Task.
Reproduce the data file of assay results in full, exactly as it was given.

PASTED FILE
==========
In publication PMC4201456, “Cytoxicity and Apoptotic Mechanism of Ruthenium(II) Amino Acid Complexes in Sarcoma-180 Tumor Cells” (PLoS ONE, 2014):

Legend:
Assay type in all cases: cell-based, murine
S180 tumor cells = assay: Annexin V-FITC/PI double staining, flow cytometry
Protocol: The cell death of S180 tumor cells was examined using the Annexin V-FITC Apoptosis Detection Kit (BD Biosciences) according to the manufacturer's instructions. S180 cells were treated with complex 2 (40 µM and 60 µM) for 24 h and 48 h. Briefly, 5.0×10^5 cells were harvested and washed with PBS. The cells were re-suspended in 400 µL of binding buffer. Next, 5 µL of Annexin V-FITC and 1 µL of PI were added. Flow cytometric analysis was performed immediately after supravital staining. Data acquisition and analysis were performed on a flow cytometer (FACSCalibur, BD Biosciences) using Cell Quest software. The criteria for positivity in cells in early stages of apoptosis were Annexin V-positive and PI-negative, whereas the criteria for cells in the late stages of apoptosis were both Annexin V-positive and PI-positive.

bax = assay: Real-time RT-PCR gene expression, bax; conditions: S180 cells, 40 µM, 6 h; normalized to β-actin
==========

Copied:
In publication PMC4201456, “Cytoxicity and Apoptotic Mechanism of Ruthenium(II) Amino Acid Complexes in Sarcoma-180 Tumor Cells” (PLoS ONE, 2014):

Legend:
Assay type in all cases: cell-based, murine
S180 tumor cells = assay: Annexin V-FITC/PI double staining, flow cytometry
Protocol: The cell death of S180 tumor cells was examined using the Annexin V-FITC Apoptosis Detection Kit (BD Biosciences) according to the manufacturer's instructions. S180 cells were treated with complex 2 (40 µM and 60 µM) for 24 h and 48 h. Briefly, 5.0×10^5 cells were harvested and washed with PBS. The cells were re-suspended in 400 µL of binding buffer. Next, 5 µL of Annexin V-FITC and 1 µL of PI were added. Flow cytometric analysis was performed immediately after supravital staining. Data acquisition and analysis were performed on a flow cytometer (FACSCalibur, BD Biosciences) using Cell Quest software. The criteria for positivity in cells in early stages of apoptosis were Annexin V-positive and PI-negative, whereas the criteria for cells in the late stages of apoptosis were both Annexin V-positive and PI-positive.

bax = assay: Real-time RT-PCR gene expression, bax; conditions: S180 cells, 40 µM, 6 h; normalized to β-actin